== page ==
Event-driven reviews. Money laundering is a criminal activity carried out by criminals or organizations of criminals. The goal is to use the country’s financial system to hide and transfer cash obtained via unlawful methods. To avoid the incidence of money laundering concerns, they must be detected and analyzed.
Event-Driven Reviews: Red Flags And Investigations Of Money Laundering
All activities and transactions that are outside of typical client activity or a specified threshold should raise a “red flag” or alert, which the MLRO or AML team should assess and investigate in collaboration with other appropriate employees. MLRO must guarantee that the red flag process takes into account all conceivable risk variables, taking into account the consumers’ risk profiles.
For transaction monitoring, red alert levels are defined, and the thresholds are indicated in the automated transaction monitoring system. When thresholds are breached, or unexpected transaction/activity occurs, an alert is triggered, and the AML analyst examines the transaction/activity.
The AML team conducts event-driven evaluations to detect and analyse the risks that consumers may bear, which might result in reputational and financial losses. Money laundering and terrorist funding are two examples of such threats.
The identification and assessment of such risks enable the prevention of such risks. Money laundering risks may be identified during the investigation of the transactions, which are highlighted due to the trigger of red flags. Red flags must be triggered on any unusual and irregular transaction or activity for review and investigation, considering the risk of money laundering by the existing customer or any other person. Money laundering risks are considered by reviewing the existing profile of the customer to whom the particular transaction or activity relates.
During the performance of transaction monitoring, according to the defined transaction monitoring policies, controls, and procedures, the MLRO must consider the updated and current profile of the customer while assessing the risks of money laundering in the transaction or activity highlighted through the red alert mechanism. Money laundering risks are assessed considering the trend of transactions and activities of the customer concerning the changes in the business activities or landscape mentioned in the customer’s risk profile.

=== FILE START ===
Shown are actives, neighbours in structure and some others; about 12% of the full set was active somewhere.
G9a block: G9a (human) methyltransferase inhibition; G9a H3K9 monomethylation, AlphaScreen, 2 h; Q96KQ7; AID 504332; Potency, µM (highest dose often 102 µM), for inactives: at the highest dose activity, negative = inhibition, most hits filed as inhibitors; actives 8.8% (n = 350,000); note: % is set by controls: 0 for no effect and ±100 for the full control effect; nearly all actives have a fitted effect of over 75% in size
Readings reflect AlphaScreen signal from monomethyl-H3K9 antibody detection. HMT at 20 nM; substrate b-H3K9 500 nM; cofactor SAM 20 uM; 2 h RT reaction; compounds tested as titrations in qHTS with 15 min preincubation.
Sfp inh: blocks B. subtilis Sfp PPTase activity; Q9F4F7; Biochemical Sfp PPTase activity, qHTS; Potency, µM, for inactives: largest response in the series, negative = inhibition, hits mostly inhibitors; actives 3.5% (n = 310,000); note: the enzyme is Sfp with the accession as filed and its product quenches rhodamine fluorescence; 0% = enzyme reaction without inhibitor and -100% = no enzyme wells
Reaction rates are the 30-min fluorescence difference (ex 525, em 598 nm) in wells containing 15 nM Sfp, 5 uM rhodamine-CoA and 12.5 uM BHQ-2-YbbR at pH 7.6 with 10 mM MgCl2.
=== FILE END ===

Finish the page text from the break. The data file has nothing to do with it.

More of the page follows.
MLRO Or AML Team
MLRO or AML team must investigate the respective transactions and make inquiries of the customers and persons involved. During the monitoring and investigation process, the MLRO may consult with the lawyer regarding the possibility of the occurrence of money laundering related to a particular customer, considering the confidentiality and compliance with applicable laws and regulations. Further, appropriate negative media searches play an important part in the overall money-laundering investigation.
All such inquiries and responses must be evaluated and recorded during the assessment and evaluation of possible occurrence of risk incidents related to the corruption and bribery payments. The management must take appropriate actions according to applicable legal and regulatory frameworks when such transactions are confirmed.
Examples Of Event-Based Red Flag Trigger Points
Below are some examples of trigger points for the red flags concerning money laundering:
- frequent cross border flow of transactions especially with high-risk countries;
- a large amount of cash deposit in smaller portions;
- a large amount of cash deposited in an account, at once;
- payment received in account, not matched with goods shipped (trade-based money laundering);
- unexpected repayment of overdue credit amount;
- transaction inconsistent with customer’s business profile;
- deposit or transfer of funds, without any specific justification;
- transactions made for significant investment;
- a sudden increase in the number/ value of deposits or credits;
- the sudden increase in the large deposit in the dormant accounts.
Crime is on the rise in the modern world, and with advanced technology, fraudsters are devising new ways to carry out their malicious plans. Money laundering is one of these crimes that has long been used to exploit businesses. The traditional methods of laundering money have gone virtual. Criminals have devised sophisticated methods for concealing the source of illegally obtained funds. Financial institutions, cryptocurrency exchanges, and Fintech firms are the most vulnerable to money laundering.
Given the recent rapid increase in money laundering, all businesses anticipate an increase in the future. All countries’ regulatory authorities are working to prevent money laundering. Every company is required to follow the Financial Actions Task Force’s guidelines (FATF). These recommendations are intended to protect businesses from various types of criminal activity, particularly money laundering. Furthermore, the guidelines have identified specific acts that can assist businesses in detecting money laundering activities. FATF refers to these acts as red flags, and they aid in the identification of money laundering.